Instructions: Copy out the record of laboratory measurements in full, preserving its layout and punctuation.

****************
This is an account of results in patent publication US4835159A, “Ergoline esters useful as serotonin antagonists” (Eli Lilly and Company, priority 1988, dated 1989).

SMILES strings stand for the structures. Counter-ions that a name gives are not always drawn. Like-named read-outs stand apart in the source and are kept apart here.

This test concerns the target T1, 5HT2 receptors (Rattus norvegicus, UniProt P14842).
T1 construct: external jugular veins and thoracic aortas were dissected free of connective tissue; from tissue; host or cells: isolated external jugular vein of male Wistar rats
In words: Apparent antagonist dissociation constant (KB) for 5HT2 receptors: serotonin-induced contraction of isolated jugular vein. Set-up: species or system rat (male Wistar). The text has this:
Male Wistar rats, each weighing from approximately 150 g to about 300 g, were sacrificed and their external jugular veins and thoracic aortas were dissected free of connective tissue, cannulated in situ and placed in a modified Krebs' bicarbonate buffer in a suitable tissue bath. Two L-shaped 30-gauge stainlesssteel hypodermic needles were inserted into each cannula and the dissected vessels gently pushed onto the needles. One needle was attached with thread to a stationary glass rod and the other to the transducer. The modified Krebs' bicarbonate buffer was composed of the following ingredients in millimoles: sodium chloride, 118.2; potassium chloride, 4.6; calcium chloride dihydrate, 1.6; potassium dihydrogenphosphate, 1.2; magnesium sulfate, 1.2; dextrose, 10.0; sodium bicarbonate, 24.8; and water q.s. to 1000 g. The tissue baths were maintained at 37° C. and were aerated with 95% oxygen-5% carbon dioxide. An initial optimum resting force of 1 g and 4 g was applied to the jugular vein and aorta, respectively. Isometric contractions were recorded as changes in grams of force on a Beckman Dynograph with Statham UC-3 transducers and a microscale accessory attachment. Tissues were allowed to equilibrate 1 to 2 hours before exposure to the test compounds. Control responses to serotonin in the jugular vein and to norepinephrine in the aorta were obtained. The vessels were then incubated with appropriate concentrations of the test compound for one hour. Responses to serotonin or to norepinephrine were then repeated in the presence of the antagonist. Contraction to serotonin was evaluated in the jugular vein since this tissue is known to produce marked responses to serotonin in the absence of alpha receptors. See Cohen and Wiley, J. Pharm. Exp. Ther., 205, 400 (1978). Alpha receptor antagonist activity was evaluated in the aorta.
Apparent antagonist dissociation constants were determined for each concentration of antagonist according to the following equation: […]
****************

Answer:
This is an account of results in patent publication US4835159A, “Ergoline esters useful as serotonin antagonists” (Eli Lilly and Company, priority 1988, dated 1989).

SMILES strings stand for the structures. Counter-ions that a name gives are not always drawn. Like-named read-outs stand apart in the source and are kept apart here.

This test concerns the target T1, 5HT2 receptors (Rattus norvegicus, UniProt P14842).
T1 construct: external jugular veins and thoracic aortas were dissected free of connective tissue; from tissue; host or cells: isolated external jugular vein of male Wistar rats
In words: Apparent antagonist dissociation constant (KB) for 5HT2 receptors: serotonin-induced contraction of isolated jugular vein. Set-up: species or system rat (male Wistar). The text has this:
Male Wistar rats, each weighing from approximately 150 g to about 300 g, were sacrificed and their external jugular veins and thoracic aortas were dissected free of connective tissue, cannulated in situ and placed in a modified Krebs' bicarbonate buffer in a suitable tissue bath. Two L-shaped 30-gauge stainlesssteel hypodermic needles were inserted into each cannula and the dissected vessels gently pushed onto the needles. One needle was attached with thread to a stationary glass rod and the other to the transducer. The modified Krebs' bicarbonate buffer was composed of the following ingredients in millimoles: sodium chloride, 118.2; potassium chloride, 4.6; calcium chloride dihydrate, 1.6; potassium dihydrogenphosphate, 1.2; magnesium sulfate, 1.2; dextrose, 10.0; sodium bicarbonate, 24.8; and water q.s. to 1000 g. The tissue baths were maintained at 37° C. and were aerated with 95% oxygen-5% carbon dioxide. An initial optimum resting force of 1 g and 4 g was applied to the jugular vein and aorta, respectively. Isometric contractions were recorded as changes in grams of force on a Beckman Dynograph with Statham UC-3 transducers and a microscale accessory attachment. Tissues were allowed to equilibrate 1 to 2 hours before exposure to the test compounds. Control responses to serotonin in the jugular vein and to norepinephrine in the aorta were obtained. The vessels were then incubated with appropriate concentrations of the test compound for one hour. Responses to serotonin or to norepinephrine were then repeated in the presence of the antagonist. Contraction to serotonin was evaluated in the jugular vein since this tissue is known to produce marked responses to serotonin in the absence of alpha receptors. See Cohen and Wiley, J. Pharm. Exp. Ther., 205, 400 (1978). Alpha receptor antagonist activity was evaluated in the aorta.
Apparent antagonist dissociation constants were determined for each concentration of antagonist according to the following equation: […]